RESULTS AND DISCUSSION

As described previously,9 the purity of GM-CSF + IL-4 stimulated DC defined by morphology and cell surface immunophenotype was 90% to 95%. These cells were highly efficient inducers of primary allogeneic T cell responses in MLR. Their allostimulatory activity, however, was inhibited in a dose-dependent manner by the addition of mCTLA4-Ig at the start of cultures. The expression of message for Fas L by cultured DC was confirmed by RT-PCR analysis. Levels of Fas L mRNA were similar to those expressed by Con A-activated T cells. Flow cytometric analysis using Fas-Fc showed that the DC were positive for Fas L. Further immunocytochemical analysis of permeabilized cells using anti-Fas L Ab supported the RT-PCR data and gave reactivity: normal spleen cells < Con A blasts = cultured DC. The addition of a competitive peptide, which corresponded to amino acids 2–19 at the NH2-terminus of Fas L and cross-reacted with mouse Fas L, totally inhibited staining of DC with anti-Fas L antibody, verifying the specificity of the antibody reaction with the cells.12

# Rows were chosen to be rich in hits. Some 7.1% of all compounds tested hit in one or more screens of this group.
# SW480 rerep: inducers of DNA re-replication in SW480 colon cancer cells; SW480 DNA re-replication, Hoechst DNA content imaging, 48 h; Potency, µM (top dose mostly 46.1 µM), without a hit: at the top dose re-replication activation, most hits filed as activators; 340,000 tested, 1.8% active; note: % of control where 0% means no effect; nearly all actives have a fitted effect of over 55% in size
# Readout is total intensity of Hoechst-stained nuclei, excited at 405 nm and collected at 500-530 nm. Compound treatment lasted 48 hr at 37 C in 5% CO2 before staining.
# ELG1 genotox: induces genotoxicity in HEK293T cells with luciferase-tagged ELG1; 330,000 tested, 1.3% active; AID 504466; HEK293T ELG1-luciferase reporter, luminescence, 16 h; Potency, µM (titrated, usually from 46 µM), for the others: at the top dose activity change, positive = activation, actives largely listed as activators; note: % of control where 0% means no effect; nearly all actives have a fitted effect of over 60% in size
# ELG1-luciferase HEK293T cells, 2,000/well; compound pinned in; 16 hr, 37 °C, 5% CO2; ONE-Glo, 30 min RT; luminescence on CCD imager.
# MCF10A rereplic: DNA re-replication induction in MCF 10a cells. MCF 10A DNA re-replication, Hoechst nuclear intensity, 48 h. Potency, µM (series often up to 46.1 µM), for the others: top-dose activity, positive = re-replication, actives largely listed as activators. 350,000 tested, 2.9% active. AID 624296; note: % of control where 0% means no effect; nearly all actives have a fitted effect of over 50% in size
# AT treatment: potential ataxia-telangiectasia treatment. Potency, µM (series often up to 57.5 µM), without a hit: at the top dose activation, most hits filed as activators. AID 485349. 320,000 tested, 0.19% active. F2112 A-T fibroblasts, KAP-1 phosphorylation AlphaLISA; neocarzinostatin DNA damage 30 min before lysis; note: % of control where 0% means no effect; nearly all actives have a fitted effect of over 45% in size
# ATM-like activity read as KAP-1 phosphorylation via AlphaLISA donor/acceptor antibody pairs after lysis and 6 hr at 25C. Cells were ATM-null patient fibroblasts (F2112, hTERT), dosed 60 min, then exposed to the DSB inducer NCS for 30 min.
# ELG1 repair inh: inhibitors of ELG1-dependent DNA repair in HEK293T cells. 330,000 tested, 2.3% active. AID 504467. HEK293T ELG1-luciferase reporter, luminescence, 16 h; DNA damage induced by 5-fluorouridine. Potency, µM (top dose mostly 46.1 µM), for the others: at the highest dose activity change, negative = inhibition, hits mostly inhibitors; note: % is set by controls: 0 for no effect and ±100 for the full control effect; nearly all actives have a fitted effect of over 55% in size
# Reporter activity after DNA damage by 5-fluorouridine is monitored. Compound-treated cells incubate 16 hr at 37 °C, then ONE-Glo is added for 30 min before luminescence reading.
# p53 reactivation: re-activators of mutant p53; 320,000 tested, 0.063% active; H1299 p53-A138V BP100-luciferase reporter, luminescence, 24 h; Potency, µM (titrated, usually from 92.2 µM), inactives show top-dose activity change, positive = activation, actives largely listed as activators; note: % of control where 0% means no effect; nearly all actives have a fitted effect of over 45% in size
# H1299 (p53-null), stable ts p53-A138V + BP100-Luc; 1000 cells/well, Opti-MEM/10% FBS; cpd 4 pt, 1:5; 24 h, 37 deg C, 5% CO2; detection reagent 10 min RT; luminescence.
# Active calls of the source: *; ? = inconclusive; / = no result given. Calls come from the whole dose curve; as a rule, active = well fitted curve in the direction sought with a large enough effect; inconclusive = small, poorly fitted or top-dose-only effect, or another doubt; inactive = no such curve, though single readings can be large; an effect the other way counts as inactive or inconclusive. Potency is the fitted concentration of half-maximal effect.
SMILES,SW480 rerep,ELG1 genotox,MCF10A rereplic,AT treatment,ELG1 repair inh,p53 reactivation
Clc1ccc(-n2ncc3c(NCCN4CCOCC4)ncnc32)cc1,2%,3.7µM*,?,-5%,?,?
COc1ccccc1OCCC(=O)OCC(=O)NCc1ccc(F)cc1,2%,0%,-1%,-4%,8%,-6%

To test the apoptosis-inducing function of the cultured Fas L + DC, Fas + Jurkat T cells were used as targets in a 18 hour JAM assay. DC propagated from wild-type (B6) mice induced 43.8 ± 1.4% DNA fragmentation at 5:1 ratio (E:T). This was reduced to 27.5 ± 2.7% by adding Fas-Fc fusion protein (10 μg/ml) at the start of the culture. The DC grown from FasL-deficient B6-gld mice induced only 1.5 ± 0.5% DNA fragmentation at the same E:T ratio. These results indicated the functional expression of Fas L on DC. B10.BR DC induced comparable low levels of apoptosis both in syngeneic or allogeneic Con A-activated normal T cells (14.4 ± 0.8% DNA fragmentation in 48-hour ConA-BI0 T cells and 12.2 ± 1.7% in ConA-B10.BR T cells, respectively). Naive T cells were resistant to apoptosis induced by DC. Interestingly, CTLA4-Ig (200 ng/mL), which totally inhibited T cell proliferative responses in MLR, enhanced DNA fragmentation of Con A activated target cells by 2- to 4-fold. These data indicated that CD28 costimulation could protect activated T cells from apoptosis and that the apoptotic effect of DC was not MHC restricted.